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Microsoft Launches Outlook.com Premium Email Service, Costs $20 Per Year (thurrott.com) 81

Outlook.com Premium email service, which Microsoft began testing in October, is now available to all. You get the following features with this paid service, via a report: Outlook.com Premium provides a number of useful features: (1) Custom domain support for five users.

(2) Information sharing: Outlook Premium helps you easily share calendars, contacts, and documents (via OneDrive) between those five users.

(3) Ad-free inbox: Like Ad-Free Outlook.com, Outlook Premium offers no "banner ads" for a "distraction-free view of your email, photos, and documents."

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Microsoft Launches Outlook.com Premium Email Service, Costs $20 Per Year

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  • by cant_get_a_good_nick ( 172131 ) on Tuesday February 14, 2017 @12:07PM (#53866055)

    So, when you hear the Ad people talk it's "we add value by presenting opportunities for consumers" and the deep data mining is justified with "we use data to target unique ads that will delight our users"... ... and now we have a payment plan to not have ads. Admitting "yeah, ads suck so much people will pay us not to show them" Not that MS still won't datamine the crap out of you in other contexts though.

    • by Oswald McWeany ( 2428506 ) on Tuesday February 14, 2017 @12:16PM (#53866121)

      Just because they're not showing ads in your e-mail inbox doesn't necessarily mean they're not data-mining you to use information collected about you from your e-mail inbox.

      For example, contents of your e-mail in gmail might be used to target ads against you outside of gmail as your browse the web. I don't use Outlook today, but the ads in Gmail are very minimal, such that, I don't notice them. However, I do notice that ads in my web browser have come from things triggered by e-mails I receive.

      I'd pay to get rid of having data from my e-mails saved to target ads to me- actual ads in my e-mail provider though is almost nothing and not worth paying to get rid of. It's not the ads I mind- it's the fact they're data-mining my e-mail in the first place.

      • It's not the ads I mind- it's the fact they're data-mining my e-mail in the first place.

        Agree. If I were going to pay for email, I'd want strong assurances.

        Corporations now have such a hard-on for data-mining, they'll likely do it even if it doesn't actually generate revenue.

      • In that case, I suspect this service is for the rubes, then... or does the ad injection happen in the emails themselves, out of reach of AdBlock/uBlock/etc?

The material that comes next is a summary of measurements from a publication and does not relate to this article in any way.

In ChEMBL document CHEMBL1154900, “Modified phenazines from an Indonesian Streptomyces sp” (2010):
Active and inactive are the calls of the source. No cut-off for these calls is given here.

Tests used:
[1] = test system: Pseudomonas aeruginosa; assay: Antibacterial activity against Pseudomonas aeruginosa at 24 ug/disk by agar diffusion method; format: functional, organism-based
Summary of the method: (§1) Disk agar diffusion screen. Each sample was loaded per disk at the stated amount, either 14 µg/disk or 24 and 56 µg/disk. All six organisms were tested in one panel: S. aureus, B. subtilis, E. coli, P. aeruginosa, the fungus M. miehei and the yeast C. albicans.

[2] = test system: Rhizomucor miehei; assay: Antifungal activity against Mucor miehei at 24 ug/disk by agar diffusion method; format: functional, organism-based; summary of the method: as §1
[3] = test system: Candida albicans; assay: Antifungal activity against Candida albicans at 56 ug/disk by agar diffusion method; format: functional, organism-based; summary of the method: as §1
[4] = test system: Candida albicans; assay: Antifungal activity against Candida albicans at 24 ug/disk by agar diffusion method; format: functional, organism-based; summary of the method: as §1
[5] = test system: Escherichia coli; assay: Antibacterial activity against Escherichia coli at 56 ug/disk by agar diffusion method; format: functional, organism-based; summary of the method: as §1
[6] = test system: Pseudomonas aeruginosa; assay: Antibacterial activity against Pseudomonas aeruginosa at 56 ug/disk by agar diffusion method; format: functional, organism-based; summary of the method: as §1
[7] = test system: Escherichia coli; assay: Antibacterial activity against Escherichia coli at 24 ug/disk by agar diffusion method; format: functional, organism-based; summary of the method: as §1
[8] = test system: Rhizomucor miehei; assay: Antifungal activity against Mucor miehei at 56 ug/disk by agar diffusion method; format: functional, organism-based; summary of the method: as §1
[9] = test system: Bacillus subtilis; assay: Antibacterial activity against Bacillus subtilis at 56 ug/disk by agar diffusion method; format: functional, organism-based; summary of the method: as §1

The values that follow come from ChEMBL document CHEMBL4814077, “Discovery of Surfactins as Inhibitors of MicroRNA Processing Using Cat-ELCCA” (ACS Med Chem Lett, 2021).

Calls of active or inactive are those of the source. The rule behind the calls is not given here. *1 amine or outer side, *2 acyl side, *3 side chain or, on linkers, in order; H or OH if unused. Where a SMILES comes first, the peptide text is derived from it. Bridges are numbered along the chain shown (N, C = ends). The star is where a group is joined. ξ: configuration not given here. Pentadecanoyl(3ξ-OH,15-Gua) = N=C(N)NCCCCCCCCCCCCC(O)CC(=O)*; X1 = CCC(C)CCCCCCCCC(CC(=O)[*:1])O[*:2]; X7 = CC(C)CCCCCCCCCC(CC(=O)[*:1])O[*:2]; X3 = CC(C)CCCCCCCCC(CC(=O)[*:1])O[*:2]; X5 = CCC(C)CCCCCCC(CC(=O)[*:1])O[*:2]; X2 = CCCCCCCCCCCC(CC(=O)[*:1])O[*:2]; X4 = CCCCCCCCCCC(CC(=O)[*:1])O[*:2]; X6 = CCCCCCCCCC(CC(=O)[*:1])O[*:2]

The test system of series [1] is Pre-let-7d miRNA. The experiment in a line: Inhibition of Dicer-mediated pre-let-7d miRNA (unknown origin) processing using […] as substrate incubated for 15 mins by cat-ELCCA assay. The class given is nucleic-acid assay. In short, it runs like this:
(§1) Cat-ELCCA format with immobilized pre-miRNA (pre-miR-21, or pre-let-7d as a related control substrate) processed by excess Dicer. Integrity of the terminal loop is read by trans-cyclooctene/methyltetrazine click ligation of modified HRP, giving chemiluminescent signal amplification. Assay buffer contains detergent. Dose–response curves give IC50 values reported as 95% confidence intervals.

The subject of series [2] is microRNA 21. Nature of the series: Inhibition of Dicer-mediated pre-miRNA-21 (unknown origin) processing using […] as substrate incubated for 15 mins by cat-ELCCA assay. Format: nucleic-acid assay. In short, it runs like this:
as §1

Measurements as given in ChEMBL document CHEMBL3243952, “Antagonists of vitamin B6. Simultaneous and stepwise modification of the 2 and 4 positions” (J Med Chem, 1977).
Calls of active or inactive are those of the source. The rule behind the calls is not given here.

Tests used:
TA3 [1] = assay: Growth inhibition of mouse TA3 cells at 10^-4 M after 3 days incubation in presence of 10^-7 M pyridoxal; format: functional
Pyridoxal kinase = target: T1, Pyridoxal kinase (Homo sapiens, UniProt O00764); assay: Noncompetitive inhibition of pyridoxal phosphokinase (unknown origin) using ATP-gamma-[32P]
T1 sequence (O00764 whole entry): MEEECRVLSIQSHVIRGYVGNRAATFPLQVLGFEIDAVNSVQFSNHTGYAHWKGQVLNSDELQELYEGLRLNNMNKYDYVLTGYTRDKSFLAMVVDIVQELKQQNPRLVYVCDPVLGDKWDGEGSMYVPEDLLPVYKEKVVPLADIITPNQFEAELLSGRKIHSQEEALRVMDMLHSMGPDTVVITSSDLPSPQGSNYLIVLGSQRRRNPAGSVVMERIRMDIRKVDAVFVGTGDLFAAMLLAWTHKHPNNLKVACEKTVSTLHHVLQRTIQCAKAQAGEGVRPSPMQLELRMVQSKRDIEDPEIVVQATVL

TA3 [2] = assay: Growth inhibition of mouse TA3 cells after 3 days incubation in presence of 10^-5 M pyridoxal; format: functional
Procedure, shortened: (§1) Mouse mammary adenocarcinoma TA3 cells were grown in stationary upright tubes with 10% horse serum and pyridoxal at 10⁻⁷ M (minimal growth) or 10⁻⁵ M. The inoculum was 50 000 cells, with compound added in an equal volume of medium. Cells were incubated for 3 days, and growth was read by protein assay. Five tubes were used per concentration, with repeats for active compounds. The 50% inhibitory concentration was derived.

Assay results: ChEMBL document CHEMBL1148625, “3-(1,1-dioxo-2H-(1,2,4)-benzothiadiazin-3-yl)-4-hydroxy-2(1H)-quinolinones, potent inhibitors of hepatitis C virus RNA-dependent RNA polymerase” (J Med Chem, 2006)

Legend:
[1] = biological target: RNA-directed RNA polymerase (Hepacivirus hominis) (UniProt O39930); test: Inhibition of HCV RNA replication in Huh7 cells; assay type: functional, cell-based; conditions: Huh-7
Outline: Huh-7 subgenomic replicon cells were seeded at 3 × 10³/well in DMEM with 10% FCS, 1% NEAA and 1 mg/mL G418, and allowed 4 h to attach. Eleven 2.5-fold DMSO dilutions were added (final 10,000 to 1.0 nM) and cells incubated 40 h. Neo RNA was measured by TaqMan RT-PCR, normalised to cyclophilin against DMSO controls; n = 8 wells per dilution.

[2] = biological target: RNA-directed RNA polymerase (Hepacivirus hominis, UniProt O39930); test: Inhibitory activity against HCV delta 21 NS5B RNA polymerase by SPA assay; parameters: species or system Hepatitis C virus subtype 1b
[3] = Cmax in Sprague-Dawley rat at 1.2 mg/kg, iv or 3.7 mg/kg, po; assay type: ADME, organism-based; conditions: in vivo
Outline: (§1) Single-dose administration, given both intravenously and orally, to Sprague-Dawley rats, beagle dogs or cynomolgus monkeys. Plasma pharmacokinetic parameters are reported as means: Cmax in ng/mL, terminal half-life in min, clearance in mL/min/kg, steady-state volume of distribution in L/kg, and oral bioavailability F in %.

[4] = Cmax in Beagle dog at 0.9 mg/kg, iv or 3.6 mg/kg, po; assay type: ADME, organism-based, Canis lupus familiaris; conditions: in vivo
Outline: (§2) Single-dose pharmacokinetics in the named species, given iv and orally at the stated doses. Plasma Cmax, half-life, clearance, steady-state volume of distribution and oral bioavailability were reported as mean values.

• I suspect this service is for the rubes

          This is great news, time to migrate from my current beloved, trusted email service yahoo to outlook.

      • by OzPeter ( 195038 )

        Just because they're not showing ads in your e-mail inbox doesn't necessarily mean they're not data-mining you to use information collected about you from your e-mail inbox.

        I'm scared to think what MS has mined out of my hotmail account. The one I use for (you know) non-professional email conversations.

      • by ljw1004 ( 764174 )

        I'd pay to get rid of having data from my e-mails saved to target ads to me- actual ads in my e-mail provider though is almost nothing and not worth paying to get rid of. It's not the ads I mind- it's the fact they're data-mining my e-mail in the first place.

        You "would" pay? Then do so!

        With Office365 for Business their advertised rate is $5/month for one user. You can use your own domain. It's their business product, so there's no data mining. What I and my family have found nice is that, being standard Exchange, it's well supported by most mail apps.

        (I'm a bit confused about the price though... I'm paying $8/month/user for "Exchange Online Plan 2" to get completed unlimited email storage, and I'm paying $4/month/user for "Exchange Online Plan 1" for my parents

      • Hi Oswald, I work on Outlook.com and just wanted to clarify that Microsoft and Outlook.com does not mine your email content to offer up content-based ads unlike other email services you mentioned. You can find that commitment here: https://privacy.microsoft.com/en-US/ [microsoft.com] "No content-based targeting: We will not use your email, chat, files or other personal content to target ads to you."
    • Outlook.com supports the encryption tools (S/MIME) that can be used to prevent data mining.